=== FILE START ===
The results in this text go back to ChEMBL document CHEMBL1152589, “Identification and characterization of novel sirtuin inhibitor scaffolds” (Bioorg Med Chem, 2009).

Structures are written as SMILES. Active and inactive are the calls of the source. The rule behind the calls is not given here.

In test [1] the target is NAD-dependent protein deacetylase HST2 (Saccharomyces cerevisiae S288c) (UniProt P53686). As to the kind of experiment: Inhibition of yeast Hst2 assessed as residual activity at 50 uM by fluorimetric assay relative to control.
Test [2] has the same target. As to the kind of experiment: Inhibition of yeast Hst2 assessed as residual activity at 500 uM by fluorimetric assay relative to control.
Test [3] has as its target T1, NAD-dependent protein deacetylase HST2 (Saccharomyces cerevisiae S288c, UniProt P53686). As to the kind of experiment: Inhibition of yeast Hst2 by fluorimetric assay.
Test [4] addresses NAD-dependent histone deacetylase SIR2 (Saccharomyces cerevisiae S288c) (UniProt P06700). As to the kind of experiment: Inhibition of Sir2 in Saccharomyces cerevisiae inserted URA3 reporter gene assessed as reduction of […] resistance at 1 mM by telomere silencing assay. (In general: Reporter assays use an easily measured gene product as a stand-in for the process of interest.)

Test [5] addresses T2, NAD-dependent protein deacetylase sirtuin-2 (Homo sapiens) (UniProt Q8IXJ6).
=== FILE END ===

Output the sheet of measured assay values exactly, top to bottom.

The results in this text go back to ChEMBL document CHEMBL1152589, “Identification and characterization of novel sirtuin inhibitor scaffolds” (Bioorg Med Chem, 2009).

Structures are written as SMILES. Active and inactive are the calls of the source. The rule behind the calls is not given here.

In test [1] the target is NAD-dependent protein deacetylase HST2 (Saccharomyces cerevisiae S288c) (UniProt P53686). As to the kind of experiment: Inhibition of yeast Hst2 assessed as residual activity at 50 uM by fluorimetric assay relative to control.
Test [2] has the same target. As to the kind of experiment: Inhibition of yeast Hst2 assessed as residual activity at 500 uM by fluorimetric assay relative to control.
Test [3] has as its target T1, NAD-dependent protein deacetylase HST2 (Saccharomyces cerevisiae S288c, UniProt P53686). As to the kind of experiment: Inhibition of yeast Hst2 by fluorimetric assay.
Test [4] addresses NAD-dependent histone deacetylase SIR2 (Saccharomyces cerevisiae S288c) (UniProt P06700). As to the kind of experiment: Inhibition of Sir2 in Saccharomyces cerevisiae inserted URA3 reporter gene assessed as reduction of […] resistance at 1 mM by telomere silencing assay. (In general: Reporter assays use an easily measured gene product as a stand-in for the process of interest.)

Test [5] addresses T2, NAD-dependent protein deacetylase sirtuin-2 (Homo sapiens) (UniProt Q8IXJ6).